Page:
Priscilla Warner is a co-author of the New York Times bestselling memoir The Faith Club and the author of a new memoir, Learning To Breathe, which was nominated for a Books for a Better Life Award. Inspired by the impressive meditation practices of Tibetan monks, Priscilla set out to heal from a panic disorder that had plagued her for decades. On this winding path from panic to peace, with its hairpin emotional curves and breathtaking drops, she also delves into a wide range of spiritual and alternative health practices. Written with lively wit and humor, Learning to Breathe is a serious attempt to heal from a painful condition. It’s also a life raft of compassion and hope for people similarly adrift or secretly fearful, and an entertaining, inspiring guidebook for anyone facing daily challenges large and small, longing for a sense of peace, self-acceptance, and understanding.

1) Tell us about your yearlong quest to bring calm to your life: what inspired it, what it taught you, and how it concluded.

For years, I’d been reading stories about Tibetan monks who meditated so effectively that neuroscientists were studying their brains. I’d also been suffering from panic attacks so debilitating that they left me unable to breathe. My experience with a previous book I co-authored, The Faith Club, had left me exhausted but also exhilarated by what I’d learned from people of all religions. I was open to learning how to meditate, and eager to study with Buddhist teachers. One in particular – a young Tibetan monk who’d suffered panic attacks as a child and healed through meditation – became my first teacher. He taught me how to meditate in an open-minded way – eyes open or shut, sitting, lying down and walking, listening to music. My last communal meditation experience was at a zen center where I stared at a white wall for 30 minutes at a time. In between, I meditated every day for 20 minutes, and discovered effective therapies that grounded me and lessened my anxiety significantly. I achieved a kind of inner peace I could never have imagined.

2) What are some of the biggest roadblocks or obstacles that prevent us from achieving calm and truly breathing?

We think too much! Meditation allows us to let go of thoughts.

We over-react to things! Meditation changes our brains so that we can digest incoming information with less judgment.

We judge ourselves too harshly! As Tara Brach, one of my teachers, taught me, we all have a golden Buddha deep inside of us that we can learn how to access, a basic goodness that can guide and comfort us.

We want things to be different from they way they are! And that’s the definition of suffering, according to Buddhist teachings. Once we accept that we are all suffering humans, we can have compassion for each other and ourselves.

3) What are some of the best strategies you found for calming yourself and reducing your anxiety?

Meditating daily for 20 minutes has altered the way I react to stress. And I don’t always have to do it in a solitary way. I can listen to guided imagery and music in order to calm my mind.

Somatic Experiencing and EMDR Therapy, two very powerful therapies, helped me ground myself and release disturbing physical sensations brought on by trauma and buried emotions.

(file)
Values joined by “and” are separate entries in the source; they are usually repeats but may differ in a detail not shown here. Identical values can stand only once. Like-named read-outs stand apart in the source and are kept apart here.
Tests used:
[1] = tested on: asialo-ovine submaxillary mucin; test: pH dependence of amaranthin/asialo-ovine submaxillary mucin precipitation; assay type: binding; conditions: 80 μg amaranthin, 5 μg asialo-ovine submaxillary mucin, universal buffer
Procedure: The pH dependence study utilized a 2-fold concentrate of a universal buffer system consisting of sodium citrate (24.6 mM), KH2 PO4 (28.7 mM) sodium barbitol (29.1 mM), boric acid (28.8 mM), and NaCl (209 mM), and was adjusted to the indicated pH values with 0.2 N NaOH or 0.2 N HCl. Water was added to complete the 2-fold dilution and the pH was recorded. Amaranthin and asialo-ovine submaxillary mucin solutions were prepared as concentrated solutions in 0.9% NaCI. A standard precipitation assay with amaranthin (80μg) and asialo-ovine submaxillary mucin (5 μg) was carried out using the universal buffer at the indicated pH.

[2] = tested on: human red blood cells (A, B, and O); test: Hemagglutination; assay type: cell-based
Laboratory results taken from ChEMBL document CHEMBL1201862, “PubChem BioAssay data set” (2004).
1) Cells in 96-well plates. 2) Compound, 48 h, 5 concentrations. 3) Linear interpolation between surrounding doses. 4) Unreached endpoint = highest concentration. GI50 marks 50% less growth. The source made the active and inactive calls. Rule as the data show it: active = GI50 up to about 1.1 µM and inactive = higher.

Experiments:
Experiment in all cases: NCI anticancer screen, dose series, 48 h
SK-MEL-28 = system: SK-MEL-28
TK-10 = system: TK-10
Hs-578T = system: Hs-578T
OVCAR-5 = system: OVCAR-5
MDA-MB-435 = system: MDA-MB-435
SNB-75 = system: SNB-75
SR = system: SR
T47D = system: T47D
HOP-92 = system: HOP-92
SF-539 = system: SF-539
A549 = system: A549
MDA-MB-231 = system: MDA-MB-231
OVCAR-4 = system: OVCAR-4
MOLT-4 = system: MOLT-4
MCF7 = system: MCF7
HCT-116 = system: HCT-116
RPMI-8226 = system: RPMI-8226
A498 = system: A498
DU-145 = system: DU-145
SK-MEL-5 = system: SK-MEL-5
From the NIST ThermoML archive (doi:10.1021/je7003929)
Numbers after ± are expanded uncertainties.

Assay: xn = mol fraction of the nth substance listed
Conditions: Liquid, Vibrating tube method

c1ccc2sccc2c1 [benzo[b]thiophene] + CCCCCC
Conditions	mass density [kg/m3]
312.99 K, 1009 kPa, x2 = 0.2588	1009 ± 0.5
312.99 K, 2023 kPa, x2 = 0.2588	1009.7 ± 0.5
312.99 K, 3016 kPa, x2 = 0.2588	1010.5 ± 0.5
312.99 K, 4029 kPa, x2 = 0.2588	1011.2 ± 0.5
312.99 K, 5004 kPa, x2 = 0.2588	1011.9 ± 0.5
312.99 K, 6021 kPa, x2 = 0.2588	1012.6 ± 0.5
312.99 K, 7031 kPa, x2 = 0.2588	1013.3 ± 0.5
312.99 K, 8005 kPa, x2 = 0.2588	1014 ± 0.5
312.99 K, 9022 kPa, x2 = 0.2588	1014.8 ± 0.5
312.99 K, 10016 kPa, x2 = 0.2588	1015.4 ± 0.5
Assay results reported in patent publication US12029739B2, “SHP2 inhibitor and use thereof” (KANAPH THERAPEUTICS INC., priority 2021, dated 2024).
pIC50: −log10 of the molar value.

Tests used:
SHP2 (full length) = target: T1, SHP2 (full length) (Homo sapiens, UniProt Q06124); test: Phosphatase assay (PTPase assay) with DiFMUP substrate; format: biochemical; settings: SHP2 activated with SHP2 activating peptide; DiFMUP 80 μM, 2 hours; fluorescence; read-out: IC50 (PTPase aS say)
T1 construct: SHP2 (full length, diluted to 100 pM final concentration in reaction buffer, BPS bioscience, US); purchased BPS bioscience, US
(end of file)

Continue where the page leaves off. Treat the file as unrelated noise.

4) What would you say to people who dismiss meditation as fluffy, new-agey, or ineffective?

It’s not new agey in my mind, since it’s existed for thousands of years, as an important component of many different religions and cultures!

It’s not fluffy or ineffective, because it allows us to access a place deep inside of us that is strong, secure, safe and powerful.

5) How would you define resilience? What do you think are some good strategies for becoming more resilient in the face of life’s inevitable challenges, difficulties, and hurdles?

I define resilience as the ability to adapt to circumstances beyond our control. In order to do that, I think we need to be humble enough to seek help from others, and to be curious and dedicated enough to acquire skills that allow us to heal.

6) How were your marriage and your parenting affected by your intense anxiety and panic attacks? How did your husband and your children react to your quest for calm?

My husband was always patient and understanding when it came to my anxiety. He loved me because I was vulnerable, and valued the idea of being vulnerable along with me. Displaying that vulnerability is freeing, and it connects us to others powerfully.

As a parent, my biggest challenge was to appear calm to my children. For years I sought help from a therapist in order to do that. She taught me how to manage my own anxiety so that it wouldn’t cloud my judgment or spill over into the way I parented, increasing my children’s anxiety. That’s not to say that I was a serene Madonna. I wasn’t. But I tried my best to heal from my own anxiety so that I could help them face theirs. Although my fantasy was that they could lead lives free of suffering, that’s just not the case. Learning that my children need to face painful experiences on their own sometimes, to suffer disappointment and anxiety, then move forward on their own, was a very difficult thing for me to accept. Although they are young adults, they still come to me occasionally during stressful situations, and it’s always a challenge for me to stay grounded so that I can be helpful to them.